2. Students will learn from each others’ response.

Contents and Resources:

  • Gender and Personality Traits Worksheet
    (Note: gender personality trait worksheets are available on the internet or through your school counselor )
  • A discussion of worksheet

Session 2: Femininity and Masculinity in Music Videos

Lesson Goals:

Get students to think expansively about the ways in which music videos may encourage positive and negative representations of femininity and masculinity

Essential Question: In what ways can music videos provide a negative representation of gender?

Student Objectives:

  • Students should be able to consider the ways in which music videos may objectify or devalue women.
  • Recognize that music videos may provide a misrepresentation of men and women.
  • Students should be able to consider the ways in which music videos may portray men as dominant figures in aggressive roles.

Learning Activity:

  • Music Video Discussion
  • Hand out Thinking Guides:
    1. What personality traits can you assign to the females in the music video?
    2. What personality traits can you assign to the males in the music video?
    3. Do you think this music video provides an accurate representation of each gender? Why or why not?
    4. What is masculinity according to this music video?
    5. What is femininity according to this music video?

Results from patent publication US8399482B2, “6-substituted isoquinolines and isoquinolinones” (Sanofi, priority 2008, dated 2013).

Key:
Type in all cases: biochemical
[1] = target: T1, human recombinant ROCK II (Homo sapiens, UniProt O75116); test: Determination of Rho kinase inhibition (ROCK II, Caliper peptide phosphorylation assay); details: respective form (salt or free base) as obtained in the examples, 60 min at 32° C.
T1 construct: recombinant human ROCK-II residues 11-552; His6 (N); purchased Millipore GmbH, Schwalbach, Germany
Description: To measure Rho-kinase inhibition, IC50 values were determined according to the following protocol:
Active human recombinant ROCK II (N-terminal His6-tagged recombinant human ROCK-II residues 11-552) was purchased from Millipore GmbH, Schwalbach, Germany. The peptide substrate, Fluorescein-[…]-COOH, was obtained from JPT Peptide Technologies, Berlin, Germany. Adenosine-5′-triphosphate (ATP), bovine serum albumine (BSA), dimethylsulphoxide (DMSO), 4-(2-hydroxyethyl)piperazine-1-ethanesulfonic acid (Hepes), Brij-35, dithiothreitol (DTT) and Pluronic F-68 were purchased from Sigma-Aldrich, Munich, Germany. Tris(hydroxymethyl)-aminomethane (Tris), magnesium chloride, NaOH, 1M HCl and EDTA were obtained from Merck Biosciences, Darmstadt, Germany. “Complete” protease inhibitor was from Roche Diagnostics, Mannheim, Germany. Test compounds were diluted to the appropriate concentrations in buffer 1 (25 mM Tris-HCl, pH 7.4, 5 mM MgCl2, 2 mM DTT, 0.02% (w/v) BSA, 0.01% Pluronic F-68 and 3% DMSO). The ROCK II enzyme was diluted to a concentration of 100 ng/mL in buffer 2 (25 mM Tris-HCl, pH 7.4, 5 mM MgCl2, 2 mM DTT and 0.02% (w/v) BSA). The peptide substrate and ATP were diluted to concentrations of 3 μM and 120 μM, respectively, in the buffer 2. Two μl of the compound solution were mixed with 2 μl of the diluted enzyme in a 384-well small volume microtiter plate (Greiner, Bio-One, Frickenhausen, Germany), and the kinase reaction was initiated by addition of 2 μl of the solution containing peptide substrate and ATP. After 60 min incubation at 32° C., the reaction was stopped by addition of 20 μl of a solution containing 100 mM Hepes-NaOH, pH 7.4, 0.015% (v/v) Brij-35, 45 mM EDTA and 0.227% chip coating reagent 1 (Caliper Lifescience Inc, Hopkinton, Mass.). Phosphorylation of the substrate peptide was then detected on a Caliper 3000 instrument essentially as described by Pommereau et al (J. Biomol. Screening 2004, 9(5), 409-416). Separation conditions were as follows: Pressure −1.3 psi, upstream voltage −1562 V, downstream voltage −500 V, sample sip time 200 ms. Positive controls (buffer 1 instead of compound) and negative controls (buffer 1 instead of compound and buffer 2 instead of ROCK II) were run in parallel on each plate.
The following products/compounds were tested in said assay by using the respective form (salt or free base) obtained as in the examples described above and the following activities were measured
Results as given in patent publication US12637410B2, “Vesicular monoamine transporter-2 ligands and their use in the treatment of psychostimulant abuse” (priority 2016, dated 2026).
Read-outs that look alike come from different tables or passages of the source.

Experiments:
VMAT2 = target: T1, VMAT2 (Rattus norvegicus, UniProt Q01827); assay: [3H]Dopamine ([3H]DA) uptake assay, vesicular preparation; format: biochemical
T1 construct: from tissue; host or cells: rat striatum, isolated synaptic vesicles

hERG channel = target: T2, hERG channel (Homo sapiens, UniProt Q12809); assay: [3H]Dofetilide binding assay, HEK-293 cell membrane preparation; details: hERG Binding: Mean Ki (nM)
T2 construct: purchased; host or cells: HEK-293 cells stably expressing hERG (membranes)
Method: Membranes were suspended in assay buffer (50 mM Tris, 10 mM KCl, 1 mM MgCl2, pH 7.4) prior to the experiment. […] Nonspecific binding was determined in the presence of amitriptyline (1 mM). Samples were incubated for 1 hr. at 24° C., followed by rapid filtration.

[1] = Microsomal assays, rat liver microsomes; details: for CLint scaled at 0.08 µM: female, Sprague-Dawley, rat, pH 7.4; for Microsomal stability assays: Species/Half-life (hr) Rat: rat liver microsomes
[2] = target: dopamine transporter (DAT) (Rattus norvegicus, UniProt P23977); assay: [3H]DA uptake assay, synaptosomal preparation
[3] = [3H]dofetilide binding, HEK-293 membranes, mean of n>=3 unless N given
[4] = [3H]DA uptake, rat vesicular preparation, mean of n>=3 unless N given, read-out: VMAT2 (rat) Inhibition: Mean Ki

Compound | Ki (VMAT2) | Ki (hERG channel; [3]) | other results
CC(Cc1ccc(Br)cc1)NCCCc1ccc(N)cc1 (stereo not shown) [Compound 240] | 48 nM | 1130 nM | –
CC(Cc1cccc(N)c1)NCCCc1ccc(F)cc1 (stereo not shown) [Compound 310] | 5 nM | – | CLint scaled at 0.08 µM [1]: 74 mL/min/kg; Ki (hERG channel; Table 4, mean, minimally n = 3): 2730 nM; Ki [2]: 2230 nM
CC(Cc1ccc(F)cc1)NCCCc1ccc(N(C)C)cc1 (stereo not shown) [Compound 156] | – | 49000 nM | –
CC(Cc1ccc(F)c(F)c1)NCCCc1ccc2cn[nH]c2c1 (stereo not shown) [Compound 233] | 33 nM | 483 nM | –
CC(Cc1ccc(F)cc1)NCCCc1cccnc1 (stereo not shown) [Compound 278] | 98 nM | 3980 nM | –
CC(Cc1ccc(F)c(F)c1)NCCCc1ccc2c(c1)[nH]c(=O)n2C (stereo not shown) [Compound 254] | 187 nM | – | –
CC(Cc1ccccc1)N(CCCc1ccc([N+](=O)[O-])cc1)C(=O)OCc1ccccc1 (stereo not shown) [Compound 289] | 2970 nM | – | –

Learning Plan:

  1. Provide current relatable music videos.
  2. Give students tools to better understand the portrayal of femininity and masculinity in music videos

Contents and Resources:

Preparations for next club meeting:

Have students bring an advertisement that raises a sexist issue.


Session 3: Inequality in Advertisements

Lesson Goals:

Students will be exposed to an advertisement that subordinates the male gender encouraging students to take on a different perspective in their quest to understanding sexism.

Essential Question: In what ways can advertisement encourage inequality and sexism?

Student Objectives:

  • Demonstrate active criticism.
  • Students should be able to communicate their ideas and opinions.
  • Demonstrate ability to make connections in order to form an opinion.

Learning Activity/Club Exercise:

Discussion of advertisements:

  1. Have students briefly discuss the issue they found in the advertisement piece of their choice.
  2. What issues does this advertisement raise?
  3. Is it more of a women’s or man’s problem?

Voodoo Winter Hosiery Advertisement Worksheet:

  1. Did you find this advertisement offensive? Why or why not?
  2. Would it make any difference if roles were reversed and a man was holding the leash instead? Why?
  3. Is there any irony in this advertisement?
  4. Is there any symbolism in this advertisement?

Learning Plan:

  1. Make students slightly uncomfortable with issues related to inequality, encouraging students to question its components and significance.
  2. Encourage students to look beyond images to find meaning.
  3. Encourage active criticism as well as provide insights to real complaints and outcomes.

Contents and Resources:

Voodoo Winter Hosiery Advertisement Worksheet

(Note: The ad is available on the internet, but it might just be better to describe it to your students – it features a woman from the torso down walking two naked men on leashes.)


Session 4: Complicating Femininity and Masculinity in Cartoons